In Iraq, the Pope has good reason to seek intervention, but fear unilateral US action
When Pope Francis said that armed intervention is justified to stop the slaughter of Christian refugees in Iraq, he made a distinction that is often missed, I’m afraid, in American discussions of warfare. After saying that “it is licit to stop the unjust aggressor,” the Holy Father continued: “I underline the verb: Stop. I do not say bomb, make war, I say stop by some means.”
As he elaborated on his point during his Monday press conference, the Pope declined to say exactly what means might properly be used to stop unjust aggression. (Catholic moral teaching traditionally leaves that judgment to civil authorities, who are best equipped to compare military options.) He simply stressed that military intervention should be designed to stop aggression, not to conquer nations or impose new forms of government.
A just war, according to the principles of Church teaching, is always, by definition, a limited war. Under extreme circumstances it is justifiable to take up arms, to use deadly force, in defense of one’s own nation or in defense of others who are subject to unjust aggression. The current situation in Iraq is a clear example of the latter case. But the goal of military intervention must be to stop the aggression: nothing more.
Students of just-war theory divide their moral calculations into two categories: There are ius ad bellum criteria, which seek to discern when it is morally justifiable to go to war. Then there are ius in bello criteria, which govern the conduct of a just war. It is quite possible to go to war for righteous reasons (ius ad bellum), but then fight the war by morally indefensible means (ius in bello). That is, it is possible to fight an unjust war for a just cause.
Thus the cautious distinction that the Pope made in his conversation with reporters on August 18. The brutal violence of the Islamic State against Christian and Yezidi refugees creates a just cause for military action, but not all forms of military action can be justified.
The ius ad bellum criteria demand, among other things, that a war be declared by the proper legal authority. Ordinarily, the proper authority would be a sovereign nation, defending itself against an aggressive neighbor. In this case, the refugees in northern Iraq have no defined political leadership, and the aggressor is a rogue state. The acknowledged local authority, the government of Iraq, lacks the capacity to protect the refugees. So the international community must act action. But under what circumstances can international leaders claim the moral right to intervene, inside the borders of a sovereign nation? Pope Francis showed his sensitivity to that question when he proposed a discussion at the UN, and said: “One nation alone cannot judge how to stop an unjust aggressor.”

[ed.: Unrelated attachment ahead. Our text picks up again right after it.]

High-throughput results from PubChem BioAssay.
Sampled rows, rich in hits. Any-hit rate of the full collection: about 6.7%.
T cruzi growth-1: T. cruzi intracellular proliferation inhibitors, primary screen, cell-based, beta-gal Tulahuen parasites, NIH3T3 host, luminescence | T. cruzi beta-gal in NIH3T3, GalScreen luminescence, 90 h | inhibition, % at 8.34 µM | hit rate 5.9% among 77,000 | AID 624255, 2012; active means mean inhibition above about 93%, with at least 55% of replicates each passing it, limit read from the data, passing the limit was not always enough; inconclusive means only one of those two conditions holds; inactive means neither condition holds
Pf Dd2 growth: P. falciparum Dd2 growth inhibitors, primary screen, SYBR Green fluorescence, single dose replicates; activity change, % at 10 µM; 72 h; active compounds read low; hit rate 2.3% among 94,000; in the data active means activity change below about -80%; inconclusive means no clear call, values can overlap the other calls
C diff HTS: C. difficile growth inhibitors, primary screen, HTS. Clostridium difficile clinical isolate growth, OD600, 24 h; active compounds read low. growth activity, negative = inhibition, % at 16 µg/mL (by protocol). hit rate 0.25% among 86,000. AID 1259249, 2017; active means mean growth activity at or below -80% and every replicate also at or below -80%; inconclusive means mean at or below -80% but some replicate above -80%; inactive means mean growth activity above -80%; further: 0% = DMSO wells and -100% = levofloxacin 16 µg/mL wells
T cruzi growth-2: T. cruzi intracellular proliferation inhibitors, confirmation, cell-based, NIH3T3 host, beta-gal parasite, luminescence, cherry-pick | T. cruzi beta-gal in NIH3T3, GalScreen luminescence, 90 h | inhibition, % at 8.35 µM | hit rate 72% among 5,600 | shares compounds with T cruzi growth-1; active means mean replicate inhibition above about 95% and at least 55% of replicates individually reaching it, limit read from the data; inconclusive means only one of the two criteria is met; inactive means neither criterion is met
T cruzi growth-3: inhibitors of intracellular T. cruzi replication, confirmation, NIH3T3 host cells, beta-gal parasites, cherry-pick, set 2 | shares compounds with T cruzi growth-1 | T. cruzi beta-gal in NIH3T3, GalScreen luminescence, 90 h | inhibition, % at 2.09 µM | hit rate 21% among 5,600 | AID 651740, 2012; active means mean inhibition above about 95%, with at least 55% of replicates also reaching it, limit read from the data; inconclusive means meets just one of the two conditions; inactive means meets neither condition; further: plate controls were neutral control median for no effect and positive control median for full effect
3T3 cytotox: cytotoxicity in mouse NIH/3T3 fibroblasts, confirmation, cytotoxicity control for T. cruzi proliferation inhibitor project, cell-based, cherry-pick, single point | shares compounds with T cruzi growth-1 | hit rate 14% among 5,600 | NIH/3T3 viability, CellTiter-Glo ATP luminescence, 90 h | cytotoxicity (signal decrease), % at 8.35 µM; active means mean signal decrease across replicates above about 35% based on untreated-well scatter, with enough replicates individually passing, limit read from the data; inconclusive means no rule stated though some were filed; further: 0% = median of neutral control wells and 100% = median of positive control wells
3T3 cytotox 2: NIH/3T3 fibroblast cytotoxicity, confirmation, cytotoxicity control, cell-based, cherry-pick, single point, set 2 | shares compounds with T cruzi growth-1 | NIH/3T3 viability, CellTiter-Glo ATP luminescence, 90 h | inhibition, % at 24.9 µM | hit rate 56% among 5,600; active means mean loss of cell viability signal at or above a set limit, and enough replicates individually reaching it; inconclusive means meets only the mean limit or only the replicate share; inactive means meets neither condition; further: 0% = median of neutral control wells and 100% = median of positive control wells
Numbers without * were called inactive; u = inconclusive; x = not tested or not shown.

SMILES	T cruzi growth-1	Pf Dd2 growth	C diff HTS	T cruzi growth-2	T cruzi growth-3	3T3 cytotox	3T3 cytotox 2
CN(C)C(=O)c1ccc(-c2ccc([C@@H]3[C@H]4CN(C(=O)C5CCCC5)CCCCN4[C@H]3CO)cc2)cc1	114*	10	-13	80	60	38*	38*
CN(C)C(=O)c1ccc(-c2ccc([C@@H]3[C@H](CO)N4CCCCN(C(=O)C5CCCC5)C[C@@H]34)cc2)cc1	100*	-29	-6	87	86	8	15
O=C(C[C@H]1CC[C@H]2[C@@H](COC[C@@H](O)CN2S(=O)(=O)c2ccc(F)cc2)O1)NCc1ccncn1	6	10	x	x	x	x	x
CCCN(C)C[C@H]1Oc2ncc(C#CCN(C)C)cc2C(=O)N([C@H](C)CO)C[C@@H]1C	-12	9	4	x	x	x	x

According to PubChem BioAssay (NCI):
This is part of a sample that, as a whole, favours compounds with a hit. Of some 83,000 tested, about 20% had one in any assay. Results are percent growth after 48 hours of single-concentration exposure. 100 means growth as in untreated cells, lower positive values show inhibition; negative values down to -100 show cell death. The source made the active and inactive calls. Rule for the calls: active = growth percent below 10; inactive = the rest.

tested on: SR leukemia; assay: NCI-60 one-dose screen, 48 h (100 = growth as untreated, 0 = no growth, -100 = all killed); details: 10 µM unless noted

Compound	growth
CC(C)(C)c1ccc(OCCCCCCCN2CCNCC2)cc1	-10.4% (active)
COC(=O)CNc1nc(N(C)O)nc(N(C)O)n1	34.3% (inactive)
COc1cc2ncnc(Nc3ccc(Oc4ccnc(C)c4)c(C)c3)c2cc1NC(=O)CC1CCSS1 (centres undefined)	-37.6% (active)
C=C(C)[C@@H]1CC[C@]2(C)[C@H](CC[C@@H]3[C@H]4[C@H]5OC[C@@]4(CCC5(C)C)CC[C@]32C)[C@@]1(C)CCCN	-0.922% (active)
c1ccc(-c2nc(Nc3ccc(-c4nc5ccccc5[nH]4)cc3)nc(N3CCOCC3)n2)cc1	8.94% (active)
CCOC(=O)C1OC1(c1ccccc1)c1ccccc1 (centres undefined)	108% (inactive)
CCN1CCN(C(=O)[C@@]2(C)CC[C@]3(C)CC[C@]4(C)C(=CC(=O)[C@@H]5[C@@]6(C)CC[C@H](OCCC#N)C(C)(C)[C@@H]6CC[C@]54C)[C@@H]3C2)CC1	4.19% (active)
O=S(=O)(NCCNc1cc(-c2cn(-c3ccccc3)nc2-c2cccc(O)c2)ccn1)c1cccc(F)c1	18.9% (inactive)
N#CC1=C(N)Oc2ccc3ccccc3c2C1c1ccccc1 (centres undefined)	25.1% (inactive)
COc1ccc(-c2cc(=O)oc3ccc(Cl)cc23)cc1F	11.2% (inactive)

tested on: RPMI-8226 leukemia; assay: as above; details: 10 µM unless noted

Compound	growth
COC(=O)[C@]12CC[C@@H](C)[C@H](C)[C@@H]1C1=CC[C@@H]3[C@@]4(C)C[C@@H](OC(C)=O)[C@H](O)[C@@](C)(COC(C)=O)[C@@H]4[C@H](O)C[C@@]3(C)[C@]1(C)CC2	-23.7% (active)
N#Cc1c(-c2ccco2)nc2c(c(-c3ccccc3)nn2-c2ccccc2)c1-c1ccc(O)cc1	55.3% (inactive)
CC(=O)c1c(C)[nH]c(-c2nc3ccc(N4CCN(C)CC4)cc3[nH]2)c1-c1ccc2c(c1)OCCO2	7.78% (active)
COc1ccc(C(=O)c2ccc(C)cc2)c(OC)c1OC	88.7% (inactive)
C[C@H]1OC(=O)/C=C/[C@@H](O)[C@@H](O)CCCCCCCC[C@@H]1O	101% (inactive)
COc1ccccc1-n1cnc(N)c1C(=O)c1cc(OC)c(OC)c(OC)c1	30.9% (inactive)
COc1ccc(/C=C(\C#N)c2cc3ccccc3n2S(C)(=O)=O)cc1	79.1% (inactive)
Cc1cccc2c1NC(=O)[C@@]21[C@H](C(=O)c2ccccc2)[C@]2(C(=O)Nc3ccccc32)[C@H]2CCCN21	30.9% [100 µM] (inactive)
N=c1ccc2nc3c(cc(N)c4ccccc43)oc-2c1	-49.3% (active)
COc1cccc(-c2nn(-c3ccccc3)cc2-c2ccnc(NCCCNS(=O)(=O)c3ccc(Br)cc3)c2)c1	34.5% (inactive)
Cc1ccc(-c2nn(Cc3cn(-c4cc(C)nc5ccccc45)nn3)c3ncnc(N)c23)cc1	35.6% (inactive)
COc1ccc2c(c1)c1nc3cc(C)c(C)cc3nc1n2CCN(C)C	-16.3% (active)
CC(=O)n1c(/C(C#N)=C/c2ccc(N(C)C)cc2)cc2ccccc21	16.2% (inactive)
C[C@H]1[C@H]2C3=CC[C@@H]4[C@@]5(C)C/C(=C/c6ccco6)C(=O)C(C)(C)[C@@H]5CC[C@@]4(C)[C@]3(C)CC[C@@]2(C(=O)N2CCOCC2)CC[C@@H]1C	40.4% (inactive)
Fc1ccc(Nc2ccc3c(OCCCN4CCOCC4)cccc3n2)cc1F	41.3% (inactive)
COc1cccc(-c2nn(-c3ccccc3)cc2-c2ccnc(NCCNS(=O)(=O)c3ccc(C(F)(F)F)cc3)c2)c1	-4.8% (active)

Reading the Pope’s words, one hears the echoes of statements made by St. John Paul II in 1990, and Pope Benedict XVI in 2003, arguing against American intervention in Iraq. In each case the Vatican argued forcefully against unilateral action by the US, urging proper respect for the rules of international law. The Popes were not defending Saddam Hussein; they were defending the principle that a powerful nation should not act alone, ignoring the need for proper legal authority to undertake military action.
There were other reasons for the Popes’ repeated cautions against American intervention in Iraq, and those same reasons apply to the situation that faces us today. Along with the question of whether a “pre-emptive” war can be justified—a possibility that has not been contemplated in traditional just-war theory—the Vatican voiced keen anxiety about the likely consequences of a military campaign.
The ius in bello criteria stipulate that a military campaign must not target innocent civilians, must not involve violence disproportionate to the harm that is being addressed, and must have a reasonable prospect of success. A look at the situation in Iraq today shows that the Popes’ anxieties were justified. Tens of thousands, perhaps hundreds of thousands, of civilians have been killed. The country lies in devastation, and many Iraqis—including the oppressed members of the Christian minority—ruefully testify that they were better off under Saddam Hussein’s dictatorship. The government installed with American help has proven itself unable to rule a fractured country.